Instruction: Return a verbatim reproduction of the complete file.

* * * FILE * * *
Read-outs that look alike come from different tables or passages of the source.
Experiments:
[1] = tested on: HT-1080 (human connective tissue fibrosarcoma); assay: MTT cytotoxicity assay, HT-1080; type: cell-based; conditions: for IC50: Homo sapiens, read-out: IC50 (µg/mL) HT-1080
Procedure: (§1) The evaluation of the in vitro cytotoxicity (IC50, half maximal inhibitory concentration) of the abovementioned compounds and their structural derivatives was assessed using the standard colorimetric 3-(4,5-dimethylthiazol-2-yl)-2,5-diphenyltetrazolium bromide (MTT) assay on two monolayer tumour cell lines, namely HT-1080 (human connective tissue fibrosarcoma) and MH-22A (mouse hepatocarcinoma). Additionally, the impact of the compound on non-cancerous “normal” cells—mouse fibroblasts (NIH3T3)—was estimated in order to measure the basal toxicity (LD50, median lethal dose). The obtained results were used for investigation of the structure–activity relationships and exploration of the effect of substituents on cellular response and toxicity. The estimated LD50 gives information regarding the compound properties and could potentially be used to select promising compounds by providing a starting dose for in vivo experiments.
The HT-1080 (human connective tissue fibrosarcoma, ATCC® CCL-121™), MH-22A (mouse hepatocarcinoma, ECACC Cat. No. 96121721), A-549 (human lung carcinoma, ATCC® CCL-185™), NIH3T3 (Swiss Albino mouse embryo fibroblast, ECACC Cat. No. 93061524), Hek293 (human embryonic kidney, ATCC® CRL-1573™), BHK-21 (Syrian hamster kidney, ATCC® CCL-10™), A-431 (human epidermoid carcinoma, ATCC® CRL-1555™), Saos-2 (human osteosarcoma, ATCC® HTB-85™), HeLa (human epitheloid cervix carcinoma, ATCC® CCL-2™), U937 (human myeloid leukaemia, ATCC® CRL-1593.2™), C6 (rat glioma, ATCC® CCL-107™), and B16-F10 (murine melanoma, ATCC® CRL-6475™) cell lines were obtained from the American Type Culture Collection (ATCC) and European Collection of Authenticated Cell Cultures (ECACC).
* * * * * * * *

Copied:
Read-outs that look alike come from different tables or passages of the source.
Experiments:
[1] = tested on: HT-1080 (human connective tissue fibrosarcoma); assay: MTT cytotoxicity assay, HT-1080; type: cell-based; conditions: for IC50: Homo sapiens, read-out: IC50 (µg/mL) HT-1080
Procedure: (§1) The evaluation of the in vitro cytotoxicity (IC50, half maximal inhibitory concentration) of the abovementioned compounds and their structural derivatives was assessed using the standard colorimetric 3-(4,5-dimethylthiazol-2-yl)-2,5-diphenyltetrazolium bromide (MTT) assay on two monolayer tumour cell lines, namely HT-1080 (human connective tissue fibrosarcoma) and MH-22A (mouse hepatocarcinoma). Additionally, the impact of the compound on non-cancerous “normal” cells—mouse fibroblasts (NIH3T3)—was estimated in order to measure the basal toxicity (LD50, median lethal dose). The obtained results were used for investigation of the structure–activity relationships and exploration of the effect of substituents on cellular response and toxicity. The estimated LD50 gives information regarding the compound properties and could potentially be used to select promising compounds by providing a starting dose for in vivo experiments.
The HT-1080 (human connective tissue fibrosarcoma, ATCC® CCL-121™), MH-22A (mouse hepatocarcinoma, ECACC Cat. No. 96121721), A-549 (human lung carcinoma, ATCC® CCL-185™), NIH3T3 (Swiss Albino mouse embryo fibroblast, ECACC Cat. No. 93061524), Hek293 (human embryonic kidney, ATCC® CRL-1573™), BHK-21 (Syrian hamster kidney, ATCC® CCL-10™), A-431 (human epidermoid carcinoma, ATCC® CRL-1555™), Saos-2 (human osteosarcoma, ATCC® HTB-85™), HeLa (human epitheloid cervix carcinoma, ATCC® CCL-2™), U937 (human myeloid leukaemia, ATCC® CRL-1593.2™), C6 (rat glioma, ATCC® CCL-107™), and B16-F10 (murine melanoma, ATCC® CRL-6475™) cell lines were obtained from the American Type Culture Collection (ATCC) and European Collection of Authenticated Cell Cultures (ECACC).